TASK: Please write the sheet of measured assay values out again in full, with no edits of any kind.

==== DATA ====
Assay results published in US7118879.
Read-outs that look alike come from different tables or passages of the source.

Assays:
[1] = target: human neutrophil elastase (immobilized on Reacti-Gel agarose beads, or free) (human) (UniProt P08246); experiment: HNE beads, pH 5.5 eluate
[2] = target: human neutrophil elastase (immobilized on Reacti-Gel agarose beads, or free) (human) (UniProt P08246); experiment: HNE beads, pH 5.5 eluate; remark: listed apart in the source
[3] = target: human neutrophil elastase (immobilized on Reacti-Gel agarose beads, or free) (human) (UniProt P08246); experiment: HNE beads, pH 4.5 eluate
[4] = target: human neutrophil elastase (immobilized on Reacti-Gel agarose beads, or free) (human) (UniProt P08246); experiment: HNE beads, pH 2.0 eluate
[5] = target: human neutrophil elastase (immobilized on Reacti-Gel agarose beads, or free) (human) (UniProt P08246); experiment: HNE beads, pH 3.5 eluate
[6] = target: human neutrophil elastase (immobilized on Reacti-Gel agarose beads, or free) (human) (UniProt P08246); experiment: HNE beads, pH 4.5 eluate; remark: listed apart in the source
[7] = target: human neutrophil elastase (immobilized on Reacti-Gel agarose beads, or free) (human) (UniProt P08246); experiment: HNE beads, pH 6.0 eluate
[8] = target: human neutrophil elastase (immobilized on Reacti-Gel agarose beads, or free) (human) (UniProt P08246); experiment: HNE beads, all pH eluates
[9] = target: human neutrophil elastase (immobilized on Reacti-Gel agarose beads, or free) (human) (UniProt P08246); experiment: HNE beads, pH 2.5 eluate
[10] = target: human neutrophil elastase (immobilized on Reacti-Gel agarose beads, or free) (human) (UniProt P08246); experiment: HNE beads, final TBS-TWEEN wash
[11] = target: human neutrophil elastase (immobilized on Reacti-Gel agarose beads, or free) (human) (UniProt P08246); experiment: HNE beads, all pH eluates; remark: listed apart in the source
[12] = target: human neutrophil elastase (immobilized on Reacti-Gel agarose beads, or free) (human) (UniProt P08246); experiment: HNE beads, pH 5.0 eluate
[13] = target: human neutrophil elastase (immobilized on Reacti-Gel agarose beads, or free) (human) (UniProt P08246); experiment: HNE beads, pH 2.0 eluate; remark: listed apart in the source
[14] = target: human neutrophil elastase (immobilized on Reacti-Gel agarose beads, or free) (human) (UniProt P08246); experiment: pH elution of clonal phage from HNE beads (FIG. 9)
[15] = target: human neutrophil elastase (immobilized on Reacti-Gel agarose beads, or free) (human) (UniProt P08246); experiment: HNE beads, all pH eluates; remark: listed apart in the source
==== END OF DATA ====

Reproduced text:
Assay results published in US7118879.
Read-outs that look alike come from different tables or passages of the source.

Assays:
[1] = target: human neutrophil elastase (immobilized on Reacti-Gel agarose beads, or free) (human) (UniProt P08246); experiment: HNE beads, pH 5.5 eluate
[2] = target: human neutrophil elastase (immobilized on Reacti-Gel agarose beads, or free) (human) (UniProt P08246); experiment: HNE beads, pH 5.5 eluate; remark: listed apart in the source
[3] = target: human neutrophil elastase (immobilized on Reacti-Gel agarose beads, or free) (human) (UniProt P08246); experiment: HNE beads, pH 4.5 eluate
[4] = target: human neutrophil elastase (immobilized on Reacti-Gel agarose beads, or free) (human) (UniProt P08246); experiment: HNE beads, pH 2.0 eluate
[5] = target: human neutrophil elastase (immobilized on Reacti-Gel agarose beads, or free) (human) (UniProt P08246); experiment: HNE beads, pH 3.5 eluate
[6] = target: human neutrophil elastase (immobilized on Reacti-Gel agarose beads, or free) (human) (UniProt P08246); experiment: HNE beads, pH 4.5 eluate; remark: listed apart in the source
[7] = target: human neutrophil elastase (immobilized on Reacti-Gel agarose beads, or free) (human) (UniProt P08246); experiment: HNE beads, pH 6.0 eluate
[8] = target: human neutrophil elastase (immobilized on Reacti-Gel agarose beads, or free) (human) (UniProt P08246); experiment: HNE beads, all pH eluates
[9] = target: human neutrophil elastase (immobilized on Reacti-Gel agarose beads, or free) (human) (UniProt P08246); experiment: HNE beads, pH 2.5 eluate
[10] = target: human neutrophil elastase (immobilized on Reacti-Gel agarose beads, or free) (human) (UniProt P08246); experiment: HNE beads, final TBS-TWEEN wash
[11] = target: human neutrophil elastase (immobilized on Reacti-Gel agarose beads, or free) (human) (UniProt P08246); experiment: HNE beads, all pH eluates; remark: listed apart in the source
[12] = target: human neutrophil elastase (immobilized on Reacti-Gel agarose beads, or free) (human) (UniProt P08246); experiment: HNE beads, pH 5.0 eluate
[13] = target: human neutrophil elastase (immobilized on Reacti-Gel agarose beads, or free) (human) (UniProt P08246); experiment: HNE beads, pH 2.0 eluate; remark: listed apart in the source
[14] = target: human neutrophil elastase (immobilized on Reacti-Gel agarose beads, or free) (human) (UniProt P08246); experiment: pH elution of clonal phage from HNE beads (FIG. 9)
[15] = target: human neutrophil elastase (immobilized on Reacti-Gel agarose beads, or free) (human) (UniProt P08246); experiment: HNE beads, all pH eluates; remark: listed apart in the source